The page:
Technical Test

By taking that extra time to make sure your technical test is outstanding, you give yourself a clear advantage over other candidates.

The Interview

If you’ve made it this far, congratulate yourself. Your hard work and preparation have secured an interview, and the employer thinks you might be the right candidate. It’s time to nail the interview and finish the whole process in style.


Before going into the office for the interview, write down a few of your own questions about the position. This is your chance to learn as much about the role as possible. Having learned a little more about the company, you might even find that it’s not the place for you!

Ask about the working environment, the development stack you will be working on, and anything else related to the job. Interviewers love to answer questions, and it shows you have taken the time to think about the position. Going into an interview without any of your own questions is a bad thing! Remember that you are also interviewing the employer in this stage!


There are a few definite no-no’s in the interview process. Follow these simple rules to avoid any awkward moments:

  • Don’t ask about the salary.
    Bringing this up during the interview is not the best timing. Other members of the staff will often sit in on the interview, and your potential salary might not be intended for their ears. If you do need to ask at this point, do it privately with the hiring manager.
  • Don’t ask how you did.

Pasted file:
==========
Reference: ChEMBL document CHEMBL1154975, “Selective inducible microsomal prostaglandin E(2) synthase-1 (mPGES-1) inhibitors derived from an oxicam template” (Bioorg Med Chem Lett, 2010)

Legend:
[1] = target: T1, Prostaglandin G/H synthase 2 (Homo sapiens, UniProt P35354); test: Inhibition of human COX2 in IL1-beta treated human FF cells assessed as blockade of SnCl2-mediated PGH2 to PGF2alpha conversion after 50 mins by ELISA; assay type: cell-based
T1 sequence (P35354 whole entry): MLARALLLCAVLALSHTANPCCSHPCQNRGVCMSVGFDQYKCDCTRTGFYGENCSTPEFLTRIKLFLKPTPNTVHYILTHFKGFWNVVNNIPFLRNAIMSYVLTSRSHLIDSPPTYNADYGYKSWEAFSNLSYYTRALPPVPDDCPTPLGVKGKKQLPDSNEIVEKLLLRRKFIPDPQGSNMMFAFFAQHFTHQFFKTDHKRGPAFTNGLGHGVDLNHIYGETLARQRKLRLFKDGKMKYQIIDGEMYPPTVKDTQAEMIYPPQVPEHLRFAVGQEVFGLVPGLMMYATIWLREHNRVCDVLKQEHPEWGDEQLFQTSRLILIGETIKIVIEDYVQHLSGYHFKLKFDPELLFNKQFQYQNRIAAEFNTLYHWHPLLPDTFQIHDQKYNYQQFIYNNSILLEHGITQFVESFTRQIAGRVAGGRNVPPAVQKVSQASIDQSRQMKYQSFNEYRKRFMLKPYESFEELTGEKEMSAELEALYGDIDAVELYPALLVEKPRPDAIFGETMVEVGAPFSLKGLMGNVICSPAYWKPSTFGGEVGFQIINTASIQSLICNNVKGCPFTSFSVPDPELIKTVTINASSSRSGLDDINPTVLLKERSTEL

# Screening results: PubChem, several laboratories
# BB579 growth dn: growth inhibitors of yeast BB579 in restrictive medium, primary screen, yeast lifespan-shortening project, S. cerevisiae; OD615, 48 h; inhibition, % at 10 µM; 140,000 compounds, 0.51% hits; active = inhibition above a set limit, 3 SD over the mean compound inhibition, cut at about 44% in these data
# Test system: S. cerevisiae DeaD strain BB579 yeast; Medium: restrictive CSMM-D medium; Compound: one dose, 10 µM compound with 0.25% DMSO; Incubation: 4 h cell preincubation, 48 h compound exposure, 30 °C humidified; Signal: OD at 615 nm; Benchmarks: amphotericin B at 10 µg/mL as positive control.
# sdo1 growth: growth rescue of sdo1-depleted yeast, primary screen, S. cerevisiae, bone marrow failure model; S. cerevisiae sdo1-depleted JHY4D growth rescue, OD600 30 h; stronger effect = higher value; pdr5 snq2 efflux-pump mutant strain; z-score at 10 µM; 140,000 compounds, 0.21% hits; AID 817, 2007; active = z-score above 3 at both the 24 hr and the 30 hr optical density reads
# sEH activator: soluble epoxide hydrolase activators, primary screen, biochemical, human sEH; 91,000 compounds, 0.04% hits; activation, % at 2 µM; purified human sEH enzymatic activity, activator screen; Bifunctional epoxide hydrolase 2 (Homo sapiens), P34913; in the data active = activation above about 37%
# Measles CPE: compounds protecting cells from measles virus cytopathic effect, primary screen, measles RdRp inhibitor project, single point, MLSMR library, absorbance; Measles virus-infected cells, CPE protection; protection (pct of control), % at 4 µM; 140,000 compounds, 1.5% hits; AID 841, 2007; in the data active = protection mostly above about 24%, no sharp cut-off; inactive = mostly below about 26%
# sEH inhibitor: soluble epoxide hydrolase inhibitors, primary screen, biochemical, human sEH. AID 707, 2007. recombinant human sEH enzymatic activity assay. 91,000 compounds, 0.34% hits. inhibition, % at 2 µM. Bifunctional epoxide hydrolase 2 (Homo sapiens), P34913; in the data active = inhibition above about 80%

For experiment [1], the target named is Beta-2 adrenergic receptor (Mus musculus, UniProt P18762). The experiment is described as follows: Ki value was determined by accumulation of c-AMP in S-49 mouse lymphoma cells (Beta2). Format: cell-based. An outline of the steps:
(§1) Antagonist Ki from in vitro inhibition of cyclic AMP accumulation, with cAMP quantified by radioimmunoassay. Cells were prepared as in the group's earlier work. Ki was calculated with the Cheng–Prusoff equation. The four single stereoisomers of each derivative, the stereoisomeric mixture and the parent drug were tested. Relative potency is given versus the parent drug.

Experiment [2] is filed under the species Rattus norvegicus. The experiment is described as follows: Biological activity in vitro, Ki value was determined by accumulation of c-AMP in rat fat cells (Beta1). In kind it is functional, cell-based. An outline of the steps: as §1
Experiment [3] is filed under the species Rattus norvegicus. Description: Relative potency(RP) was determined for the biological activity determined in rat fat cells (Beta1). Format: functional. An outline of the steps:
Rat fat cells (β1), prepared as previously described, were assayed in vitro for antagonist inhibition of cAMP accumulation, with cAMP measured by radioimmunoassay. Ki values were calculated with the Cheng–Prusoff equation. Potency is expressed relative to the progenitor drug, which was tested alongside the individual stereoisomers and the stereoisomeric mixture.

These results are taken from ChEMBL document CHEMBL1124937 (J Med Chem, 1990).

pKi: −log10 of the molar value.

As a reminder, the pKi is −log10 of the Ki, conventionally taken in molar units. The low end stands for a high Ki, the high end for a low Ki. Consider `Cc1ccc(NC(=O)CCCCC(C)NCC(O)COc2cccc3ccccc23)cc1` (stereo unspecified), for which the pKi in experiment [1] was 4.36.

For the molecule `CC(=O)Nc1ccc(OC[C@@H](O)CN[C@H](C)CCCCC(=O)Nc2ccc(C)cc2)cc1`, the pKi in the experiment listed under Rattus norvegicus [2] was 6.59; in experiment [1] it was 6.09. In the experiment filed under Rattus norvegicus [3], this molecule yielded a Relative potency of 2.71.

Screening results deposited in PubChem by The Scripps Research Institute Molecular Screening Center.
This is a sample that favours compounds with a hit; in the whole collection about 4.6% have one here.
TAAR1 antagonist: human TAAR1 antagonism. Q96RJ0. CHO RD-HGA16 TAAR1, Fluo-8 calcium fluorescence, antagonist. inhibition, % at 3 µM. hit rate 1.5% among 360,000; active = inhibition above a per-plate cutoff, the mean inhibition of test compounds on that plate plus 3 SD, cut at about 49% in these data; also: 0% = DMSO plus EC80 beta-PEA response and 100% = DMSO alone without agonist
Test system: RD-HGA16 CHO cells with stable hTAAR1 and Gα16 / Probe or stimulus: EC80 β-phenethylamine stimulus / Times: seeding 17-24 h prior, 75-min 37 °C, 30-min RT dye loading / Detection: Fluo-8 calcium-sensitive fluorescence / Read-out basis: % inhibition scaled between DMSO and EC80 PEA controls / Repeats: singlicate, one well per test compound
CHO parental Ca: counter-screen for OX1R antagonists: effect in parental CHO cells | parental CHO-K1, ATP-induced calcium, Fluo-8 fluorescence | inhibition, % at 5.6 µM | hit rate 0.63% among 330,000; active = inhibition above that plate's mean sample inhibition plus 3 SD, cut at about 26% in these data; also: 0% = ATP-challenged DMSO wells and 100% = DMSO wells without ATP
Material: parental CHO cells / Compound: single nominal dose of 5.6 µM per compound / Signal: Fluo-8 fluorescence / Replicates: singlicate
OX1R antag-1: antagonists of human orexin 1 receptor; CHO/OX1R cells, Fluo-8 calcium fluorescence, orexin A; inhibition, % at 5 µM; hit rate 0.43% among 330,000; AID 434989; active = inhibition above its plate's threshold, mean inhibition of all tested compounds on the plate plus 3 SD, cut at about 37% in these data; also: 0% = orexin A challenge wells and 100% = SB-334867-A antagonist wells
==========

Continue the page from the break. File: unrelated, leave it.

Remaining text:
This is important because the people in the room will be discussing you after the interview. Other candidates might be interviewing before or after you, and the team will need a chance to compare you to them.
  • Don’t badmouth your former employer.
    No matter how mistreated you feel or how bad the job was, keep your thoughts about your former employer to yourself. Be as diplomatic as possible, because disparaging other people won’t win you points with the interviewer. Your attitude towards and description of your former employer is a good indication of the kind of employee you will be. If asked about your last position and why you left, explain the situation but save the ranting — you would only make yourself look bad!
  • Don’t lie.
    If you don’t know the answer to a question, just say so! The interviewer will respect you for answering honestly and will understand that you don’t know the answer to every question.

Last-Minute Details

Whether you are applying for the job directly or through an agency, check a few last things before going to the office for the interview:

  • What is the dress code?
  • What will the format of the interview be?
  • How long will the interview last?
  • When and where will the interview be held?
  • Who will be present in the interview?

Find out the address and time of the interview, and arrive at least 15 minutes early. This will give you a chance to relax and to avoid the stress of rushing about. By arriving early, you will also observe the staff coming and going through the reception area. Those 15 minutes could give you a good feel for the company.

Finding out these simple things before going for the interview takes some of the stress out of the situation. Preparation is the key to success!


The interview process is as much about you finding out whether the job and company are right for you. Feeling nervous is natural, but try to relax and enjoy the process. If you are relaxed, you will interview that much better and will come across as more confident. You’ve done all the hard work to get through the door — now, just keep up the good work.


The interview is over, and you are eagerly awaiting the result. Depending on the company, it could take a few days to a week to get back to you. Rest easy, knowing that you have done all the hard work and given it your best shot.